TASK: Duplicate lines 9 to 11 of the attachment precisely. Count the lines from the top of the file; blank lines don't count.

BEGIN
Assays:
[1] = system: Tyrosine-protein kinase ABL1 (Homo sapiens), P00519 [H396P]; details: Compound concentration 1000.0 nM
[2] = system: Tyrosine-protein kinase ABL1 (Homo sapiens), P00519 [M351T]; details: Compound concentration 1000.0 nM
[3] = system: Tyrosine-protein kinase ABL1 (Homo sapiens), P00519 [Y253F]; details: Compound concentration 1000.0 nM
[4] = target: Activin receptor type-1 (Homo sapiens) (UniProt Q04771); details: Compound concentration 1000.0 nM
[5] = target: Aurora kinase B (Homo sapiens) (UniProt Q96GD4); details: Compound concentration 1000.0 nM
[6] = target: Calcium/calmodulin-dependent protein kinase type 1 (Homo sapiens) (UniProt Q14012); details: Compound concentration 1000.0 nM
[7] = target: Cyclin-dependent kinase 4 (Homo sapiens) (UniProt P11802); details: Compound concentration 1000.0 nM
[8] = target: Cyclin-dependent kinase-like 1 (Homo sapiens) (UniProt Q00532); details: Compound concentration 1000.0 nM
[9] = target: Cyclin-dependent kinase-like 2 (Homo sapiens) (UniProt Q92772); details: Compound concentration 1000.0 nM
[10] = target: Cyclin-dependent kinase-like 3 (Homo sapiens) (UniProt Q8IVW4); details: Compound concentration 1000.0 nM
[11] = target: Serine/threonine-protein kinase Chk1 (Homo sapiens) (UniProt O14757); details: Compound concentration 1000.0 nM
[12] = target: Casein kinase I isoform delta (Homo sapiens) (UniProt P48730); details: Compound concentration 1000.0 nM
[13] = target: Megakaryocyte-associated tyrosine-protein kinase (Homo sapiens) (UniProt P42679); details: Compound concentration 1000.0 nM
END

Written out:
[8] = target: Cyclin-dependent kinase-like 1 (Homo sapiens) (UniProt Q00532); details: Compound concentration 1000.0 nM
[9] = target: Cyclin-dependent kinase-like 2 (Homo sapiens) (UniProt Q92772); details: Compound concentration 1000.0 nM
[10] = target: Cyclin-dependent kinase-like 3 (Homo sapiens) (UniProt Q8IVW4); details: Compound concentration 1000.0 nM